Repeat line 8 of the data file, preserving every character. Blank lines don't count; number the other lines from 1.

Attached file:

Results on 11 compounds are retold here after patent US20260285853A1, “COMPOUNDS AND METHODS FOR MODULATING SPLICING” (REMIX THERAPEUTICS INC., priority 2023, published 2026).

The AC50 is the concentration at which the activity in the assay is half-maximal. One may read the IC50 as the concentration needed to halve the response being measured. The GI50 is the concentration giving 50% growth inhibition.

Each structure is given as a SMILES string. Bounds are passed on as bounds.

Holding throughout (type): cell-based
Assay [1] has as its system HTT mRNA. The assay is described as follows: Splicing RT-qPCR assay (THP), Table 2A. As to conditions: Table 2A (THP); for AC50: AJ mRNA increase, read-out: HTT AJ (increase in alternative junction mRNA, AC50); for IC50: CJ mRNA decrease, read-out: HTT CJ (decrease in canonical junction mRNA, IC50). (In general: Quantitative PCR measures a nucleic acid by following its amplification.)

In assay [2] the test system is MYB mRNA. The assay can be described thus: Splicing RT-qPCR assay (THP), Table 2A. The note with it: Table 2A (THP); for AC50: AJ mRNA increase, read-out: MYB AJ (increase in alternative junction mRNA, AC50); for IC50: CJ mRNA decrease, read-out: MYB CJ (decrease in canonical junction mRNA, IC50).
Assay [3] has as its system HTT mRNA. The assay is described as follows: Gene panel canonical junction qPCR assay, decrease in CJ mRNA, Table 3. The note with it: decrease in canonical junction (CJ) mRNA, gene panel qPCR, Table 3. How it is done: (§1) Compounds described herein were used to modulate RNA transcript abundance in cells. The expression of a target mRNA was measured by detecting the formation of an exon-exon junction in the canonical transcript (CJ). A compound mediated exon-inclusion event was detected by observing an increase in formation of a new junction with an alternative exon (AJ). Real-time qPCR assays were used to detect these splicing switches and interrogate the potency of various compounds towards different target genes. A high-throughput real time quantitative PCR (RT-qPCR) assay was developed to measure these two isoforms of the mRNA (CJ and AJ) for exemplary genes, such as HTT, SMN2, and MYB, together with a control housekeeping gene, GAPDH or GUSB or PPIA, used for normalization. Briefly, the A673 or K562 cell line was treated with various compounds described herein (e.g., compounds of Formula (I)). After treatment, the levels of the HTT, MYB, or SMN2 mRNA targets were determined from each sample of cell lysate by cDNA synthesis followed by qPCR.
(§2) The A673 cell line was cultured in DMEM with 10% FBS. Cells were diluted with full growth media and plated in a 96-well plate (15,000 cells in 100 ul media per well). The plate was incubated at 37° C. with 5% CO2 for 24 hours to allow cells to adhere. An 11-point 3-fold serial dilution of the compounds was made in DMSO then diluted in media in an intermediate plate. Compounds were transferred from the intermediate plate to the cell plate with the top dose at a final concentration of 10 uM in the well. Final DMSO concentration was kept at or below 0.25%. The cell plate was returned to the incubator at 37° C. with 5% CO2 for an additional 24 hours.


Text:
(§2) The A673 cell line was cultured in DMEM with 10% FBS. Cells were diluted with full growth media and plated in a 96-well plate (15,000 cells in 100 ul media per well). The plate was incubated at 37° C. with 5% CO2 for 24 hours to allow cells to adhere. An 11-point 3-fold serial dilution of the compounds was made in DMSO then diluted in media in an intermediate plate. Compounds were transferred from the intermediate plate to the cell plate with the top dose at a final concentration of 10 uM in the well. Final DMSO concentration was kept at or below 0.25%. The cell plate was returned to the incubator at 37° C. with 5% CO2 for an additional 24 hours.